Frascati was built between 1821 and 1823 for Philip Pendleton Barbour, Associate Justice of the Supreme Court of the United States and statesman. Barbour's father, Thomas Barbour arrived in Orange County as a young man from Culpeper County. In 1806, Thomas Barbour and his wife, Mary, sold their home tract of 885 acres (3.58 km2) to their son, Philip. Barbour entered into his "Articles of Agreement" with master builder John M. Perry on 7 November 1821. Barbour was familiar with Perry's capabilities through his work at the University of Virginia and was attracted to Somerset, the home of his neighbor, Thomas Macon. Like Somerset, Frascati was influenced by the more conventional, central hall Federal house style. This conventional format contrasted with the tastes of Barbour's brother, Senator James Barbour of Barboursville. Barboursville was designed by Thomas Jefferson in 1822 and displayed Jefferson's mixing of French and Palladian forms similar to that at Monticello.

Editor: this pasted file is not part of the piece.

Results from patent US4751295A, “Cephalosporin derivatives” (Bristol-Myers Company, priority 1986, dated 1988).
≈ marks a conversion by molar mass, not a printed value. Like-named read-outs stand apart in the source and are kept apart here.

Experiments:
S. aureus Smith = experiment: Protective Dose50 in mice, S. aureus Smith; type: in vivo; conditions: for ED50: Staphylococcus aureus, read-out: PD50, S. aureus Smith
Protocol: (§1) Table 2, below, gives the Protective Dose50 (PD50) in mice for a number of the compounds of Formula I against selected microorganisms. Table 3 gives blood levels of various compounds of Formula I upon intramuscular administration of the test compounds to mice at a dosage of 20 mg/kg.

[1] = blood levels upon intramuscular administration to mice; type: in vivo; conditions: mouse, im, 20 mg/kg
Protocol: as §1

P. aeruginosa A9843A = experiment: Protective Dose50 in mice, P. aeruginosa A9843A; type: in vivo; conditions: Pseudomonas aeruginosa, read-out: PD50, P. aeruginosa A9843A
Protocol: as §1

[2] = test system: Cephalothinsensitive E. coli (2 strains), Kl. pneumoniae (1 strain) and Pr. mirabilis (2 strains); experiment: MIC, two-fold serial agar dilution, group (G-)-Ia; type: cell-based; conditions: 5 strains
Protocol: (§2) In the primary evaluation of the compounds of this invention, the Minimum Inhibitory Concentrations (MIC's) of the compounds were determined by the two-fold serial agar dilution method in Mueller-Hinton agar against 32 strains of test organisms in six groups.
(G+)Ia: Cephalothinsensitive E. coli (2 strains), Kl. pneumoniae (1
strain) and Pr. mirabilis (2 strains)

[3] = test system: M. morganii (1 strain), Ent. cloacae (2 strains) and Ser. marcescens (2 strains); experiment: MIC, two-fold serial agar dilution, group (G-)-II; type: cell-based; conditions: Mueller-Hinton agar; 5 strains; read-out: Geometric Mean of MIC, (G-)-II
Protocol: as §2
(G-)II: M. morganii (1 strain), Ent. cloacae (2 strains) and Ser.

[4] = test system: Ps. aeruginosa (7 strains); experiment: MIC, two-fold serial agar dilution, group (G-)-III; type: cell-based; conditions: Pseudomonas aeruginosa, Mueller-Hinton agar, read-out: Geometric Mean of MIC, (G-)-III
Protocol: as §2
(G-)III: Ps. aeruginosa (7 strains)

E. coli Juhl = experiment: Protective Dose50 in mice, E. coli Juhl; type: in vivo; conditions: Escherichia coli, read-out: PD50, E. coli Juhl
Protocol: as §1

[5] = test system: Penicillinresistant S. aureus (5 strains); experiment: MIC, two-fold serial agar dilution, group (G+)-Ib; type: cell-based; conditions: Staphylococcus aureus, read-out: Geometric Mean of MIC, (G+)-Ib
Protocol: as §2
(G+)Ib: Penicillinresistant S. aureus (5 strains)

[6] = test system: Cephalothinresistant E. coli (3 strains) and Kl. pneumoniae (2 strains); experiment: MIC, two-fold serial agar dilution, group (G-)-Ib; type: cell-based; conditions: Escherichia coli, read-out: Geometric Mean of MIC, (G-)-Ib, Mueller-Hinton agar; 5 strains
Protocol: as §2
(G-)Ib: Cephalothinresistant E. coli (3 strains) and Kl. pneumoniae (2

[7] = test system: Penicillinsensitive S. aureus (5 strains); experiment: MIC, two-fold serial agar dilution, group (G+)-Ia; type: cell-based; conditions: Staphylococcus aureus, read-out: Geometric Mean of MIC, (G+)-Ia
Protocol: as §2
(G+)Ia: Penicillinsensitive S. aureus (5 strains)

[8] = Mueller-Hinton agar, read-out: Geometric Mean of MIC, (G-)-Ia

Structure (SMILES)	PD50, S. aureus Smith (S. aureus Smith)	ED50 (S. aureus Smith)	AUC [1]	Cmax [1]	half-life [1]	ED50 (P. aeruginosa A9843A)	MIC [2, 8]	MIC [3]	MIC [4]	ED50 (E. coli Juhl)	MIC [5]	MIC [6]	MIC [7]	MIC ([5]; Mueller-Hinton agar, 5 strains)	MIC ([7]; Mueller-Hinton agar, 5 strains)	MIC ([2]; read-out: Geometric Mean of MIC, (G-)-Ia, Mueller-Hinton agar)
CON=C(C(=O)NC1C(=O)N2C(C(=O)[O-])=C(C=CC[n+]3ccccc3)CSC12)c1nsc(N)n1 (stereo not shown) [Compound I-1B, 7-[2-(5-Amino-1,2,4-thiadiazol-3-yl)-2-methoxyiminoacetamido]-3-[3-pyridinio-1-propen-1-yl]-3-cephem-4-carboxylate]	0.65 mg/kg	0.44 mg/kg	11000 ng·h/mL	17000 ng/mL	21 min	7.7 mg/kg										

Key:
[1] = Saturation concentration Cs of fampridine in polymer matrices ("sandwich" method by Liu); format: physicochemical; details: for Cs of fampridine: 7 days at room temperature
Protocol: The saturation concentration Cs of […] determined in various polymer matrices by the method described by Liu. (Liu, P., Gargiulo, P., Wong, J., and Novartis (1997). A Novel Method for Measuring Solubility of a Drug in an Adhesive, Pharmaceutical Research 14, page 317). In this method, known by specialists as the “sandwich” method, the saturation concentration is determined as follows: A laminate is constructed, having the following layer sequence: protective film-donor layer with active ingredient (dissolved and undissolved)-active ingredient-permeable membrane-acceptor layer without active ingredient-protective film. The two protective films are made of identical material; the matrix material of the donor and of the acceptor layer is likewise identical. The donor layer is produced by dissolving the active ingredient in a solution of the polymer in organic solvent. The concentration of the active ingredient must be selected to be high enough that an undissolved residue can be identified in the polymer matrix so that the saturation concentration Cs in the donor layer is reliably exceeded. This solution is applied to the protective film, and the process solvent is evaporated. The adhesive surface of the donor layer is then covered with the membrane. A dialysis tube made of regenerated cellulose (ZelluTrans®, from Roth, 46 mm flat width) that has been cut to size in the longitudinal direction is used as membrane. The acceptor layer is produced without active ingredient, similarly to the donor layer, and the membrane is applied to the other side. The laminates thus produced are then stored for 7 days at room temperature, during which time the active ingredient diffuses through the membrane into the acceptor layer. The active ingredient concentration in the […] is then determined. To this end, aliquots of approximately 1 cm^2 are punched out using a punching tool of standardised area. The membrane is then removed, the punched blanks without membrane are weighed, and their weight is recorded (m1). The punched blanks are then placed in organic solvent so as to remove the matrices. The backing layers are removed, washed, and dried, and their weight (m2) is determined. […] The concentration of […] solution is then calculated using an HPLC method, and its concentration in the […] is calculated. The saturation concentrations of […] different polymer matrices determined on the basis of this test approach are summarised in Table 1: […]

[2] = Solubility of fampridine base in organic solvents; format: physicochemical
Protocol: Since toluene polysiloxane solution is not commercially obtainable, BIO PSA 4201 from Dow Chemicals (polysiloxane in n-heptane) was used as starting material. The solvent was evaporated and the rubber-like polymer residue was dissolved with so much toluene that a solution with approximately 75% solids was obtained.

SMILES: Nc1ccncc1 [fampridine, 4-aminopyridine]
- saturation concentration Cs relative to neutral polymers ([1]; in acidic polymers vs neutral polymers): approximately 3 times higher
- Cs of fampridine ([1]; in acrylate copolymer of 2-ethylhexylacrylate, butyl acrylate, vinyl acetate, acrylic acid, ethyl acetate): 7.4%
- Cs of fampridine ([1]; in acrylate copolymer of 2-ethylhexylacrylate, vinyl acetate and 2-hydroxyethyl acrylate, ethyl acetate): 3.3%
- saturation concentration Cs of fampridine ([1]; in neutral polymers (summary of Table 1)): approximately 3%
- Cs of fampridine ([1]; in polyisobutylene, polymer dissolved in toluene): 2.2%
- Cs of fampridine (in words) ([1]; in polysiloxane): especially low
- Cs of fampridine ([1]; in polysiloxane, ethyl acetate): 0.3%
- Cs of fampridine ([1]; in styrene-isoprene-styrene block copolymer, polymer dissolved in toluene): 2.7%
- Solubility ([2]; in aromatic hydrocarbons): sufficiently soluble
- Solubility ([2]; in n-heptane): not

Frascati was Barbour's home until his death in 1841. Barbour's wife sold the estate in 1848 to Captain James Magruder, another local builder who had worked under Jefferson on the University of Virginia. Frascati was then long the home of Mrs. William H. Lyne, followed by Mr. A. D. Irving, a distant relation to Washington Irving. The residence is now owned by the Barrow family, who have preserved its farm setting.